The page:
Enzymes, which are found in all living organisms, are biodegradable proteins that catalyze biochemical reactions. Enzyme technologies can typically replace conventional chemicals, getting more out of raw materials and making production processes more efficient.
We are constantly striving to expand our markets by introducing innovations within existing markets as well as developing new applications. With a 47% share of the global enzyme market in 2010, we retained our position as the world’s largest and leading producer of industrial enzymes.
We organize our enzyme business into four areas:
Enzymes are widely used in laundry and dishwashing detergents, and account for 32% of Novozymes’ sales. Our solutions improve the performance of detergents by enabling improved stain removal, garment care, and general wash performance. Enzymes can also replace petrochemically derived ingredients that traditionally make up the bulk of detergents. Because of their unique catalytic action, enzymes are particularly useful ingredients in low-temperature detergents and concentrated detergents.
Technical enzymes are mainly used in the transformation of starch into different kinds of sugars. The largest application is enzymes for the biofuel industry, turning starch (primarily corn) into fermentable sugars. Other areas include enzymes for converting starch into syrups and enzymes for textile treatment, leather, and pulp & paper. In 2010, we launched the first commercially viable enzymes for large-scale production of biofuel from cellulosic feedstocks.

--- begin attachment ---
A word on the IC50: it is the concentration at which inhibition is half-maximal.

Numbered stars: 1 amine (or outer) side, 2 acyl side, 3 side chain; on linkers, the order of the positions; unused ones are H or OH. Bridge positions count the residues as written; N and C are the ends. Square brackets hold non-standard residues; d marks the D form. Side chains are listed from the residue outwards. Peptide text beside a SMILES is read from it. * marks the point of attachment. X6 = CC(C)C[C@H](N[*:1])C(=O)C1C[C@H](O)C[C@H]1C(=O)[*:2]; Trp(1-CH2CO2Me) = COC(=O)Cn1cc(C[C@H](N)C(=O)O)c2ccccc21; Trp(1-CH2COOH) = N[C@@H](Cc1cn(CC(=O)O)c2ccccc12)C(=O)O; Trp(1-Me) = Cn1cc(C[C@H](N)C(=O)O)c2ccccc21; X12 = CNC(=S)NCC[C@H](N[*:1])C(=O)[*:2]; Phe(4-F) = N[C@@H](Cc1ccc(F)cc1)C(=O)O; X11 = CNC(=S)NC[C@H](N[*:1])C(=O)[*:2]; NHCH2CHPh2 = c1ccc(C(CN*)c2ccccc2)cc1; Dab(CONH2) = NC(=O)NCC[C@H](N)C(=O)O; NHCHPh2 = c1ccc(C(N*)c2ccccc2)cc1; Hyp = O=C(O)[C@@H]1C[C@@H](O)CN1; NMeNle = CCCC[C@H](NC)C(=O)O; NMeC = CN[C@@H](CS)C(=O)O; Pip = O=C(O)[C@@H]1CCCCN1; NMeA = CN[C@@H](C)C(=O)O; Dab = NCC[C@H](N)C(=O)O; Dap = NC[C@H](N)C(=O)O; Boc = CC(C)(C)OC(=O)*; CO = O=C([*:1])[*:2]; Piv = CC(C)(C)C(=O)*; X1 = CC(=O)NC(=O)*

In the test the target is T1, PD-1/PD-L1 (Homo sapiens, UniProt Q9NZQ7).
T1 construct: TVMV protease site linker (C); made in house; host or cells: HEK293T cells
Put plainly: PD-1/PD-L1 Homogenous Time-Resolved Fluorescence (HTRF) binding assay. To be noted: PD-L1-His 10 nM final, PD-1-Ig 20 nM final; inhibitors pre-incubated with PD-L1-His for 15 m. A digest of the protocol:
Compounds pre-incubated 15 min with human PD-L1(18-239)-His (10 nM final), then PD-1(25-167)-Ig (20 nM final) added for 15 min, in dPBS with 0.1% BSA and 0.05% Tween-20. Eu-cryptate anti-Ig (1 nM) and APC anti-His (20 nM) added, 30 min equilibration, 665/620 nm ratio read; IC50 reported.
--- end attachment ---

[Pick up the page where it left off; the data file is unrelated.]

Enzymes for the food and beverage industries enhance quality and efficiency in the manufacture of products such as bread, wine, juice, beer, and alcohol. Enzymes can, for instance, be used to reduce waste by keeping bread fresh for longer, to produce trans-fat-free oils, and to reduce levels of a potential carcinogen, acrylamide, in baked or fried starchy foods.
Enzymes increase the digestibility and nutritional value of animal feed. For instance, Novozymes’ protease RONOZYME® ProAct helps animals digest the protein in their diet by supplementing the activity of their own digestive enzymes. This improved nutrient uptake leads to better feed utilization and helps the environment as fewer nutrients are released through manure.